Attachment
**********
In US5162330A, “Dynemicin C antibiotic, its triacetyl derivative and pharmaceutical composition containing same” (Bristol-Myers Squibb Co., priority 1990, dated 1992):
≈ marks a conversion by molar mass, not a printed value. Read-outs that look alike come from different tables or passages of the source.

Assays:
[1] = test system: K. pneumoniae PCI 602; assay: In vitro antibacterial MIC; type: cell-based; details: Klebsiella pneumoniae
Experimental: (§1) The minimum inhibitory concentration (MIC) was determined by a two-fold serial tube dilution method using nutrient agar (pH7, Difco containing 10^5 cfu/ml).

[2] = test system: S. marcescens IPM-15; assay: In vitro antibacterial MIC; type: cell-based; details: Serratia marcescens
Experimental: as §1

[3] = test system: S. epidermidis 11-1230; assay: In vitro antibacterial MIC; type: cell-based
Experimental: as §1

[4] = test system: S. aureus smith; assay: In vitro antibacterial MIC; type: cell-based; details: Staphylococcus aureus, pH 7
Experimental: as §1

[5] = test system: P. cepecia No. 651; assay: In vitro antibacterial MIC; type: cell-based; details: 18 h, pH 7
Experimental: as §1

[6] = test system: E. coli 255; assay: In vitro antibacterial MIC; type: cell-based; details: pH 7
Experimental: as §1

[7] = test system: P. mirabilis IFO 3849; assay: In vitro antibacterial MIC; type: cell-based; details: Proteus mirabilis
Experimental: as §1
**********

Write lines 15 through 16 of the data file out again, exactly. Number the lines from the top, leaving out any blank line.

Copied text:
Experimental: as §1

[7] = test system: P. mirabilis IFO 3849; assay: In vitro antibacterial MIC; type: cell-based; details: Proteus mirabilis